In the November 8, 2015, New York Times Sunday Book Review, Irshad Manji reviews
- Sam Harris and Maajid Nawaz, Islam and the Future of Tolerance: A Dialogue. Harvard University Press, 2015, and
- Jonathan Sacks, Not in God’s Name: Confronting Religious Violence. Schocken Books, 2015
Why recommend this book review, and the books themselves, to those interested in “vocation matters”? Because some in higher education may shy away from even secularized versions of religious discernment and vocational language because of the connection they see between religion and violence, tout court.
Manji and the authors she reviews can offer helpful nuance and useful perspectives to deploy when the (often exaggerated) religion-violence linkage surfaces in a counseling situation or collegial conversation.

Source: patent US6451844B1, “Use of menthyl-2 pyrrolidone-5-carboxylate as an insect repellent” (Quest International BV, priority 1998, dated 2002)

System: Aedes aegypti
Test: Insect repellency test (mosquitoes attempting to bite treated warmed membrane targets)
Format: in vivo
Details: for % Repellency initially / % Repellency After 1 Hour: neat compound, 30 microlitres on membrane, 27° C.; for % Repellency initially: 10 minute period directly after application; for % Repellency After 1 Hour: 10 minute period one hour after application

Those wishing to plumb the questions further may be particularly interested in another book on the topic of religion and violence, published a few years back. Its author, William T. Cavanaugh, is a member of the NetVUE Scholarly Resources Project and one of the contributors to the Project’s first volume of essays. Cavanaugh’s book is titled The Myth of Religious Violence: Secular Ideology and the Roots of Modern Conflict (New York: Oxford University Press, 2009). For another (more popular) take on the topic, see Karen Armstrong, Fields of Blood: Religion and the History of Violence (New York: Penguin Random House, 2014).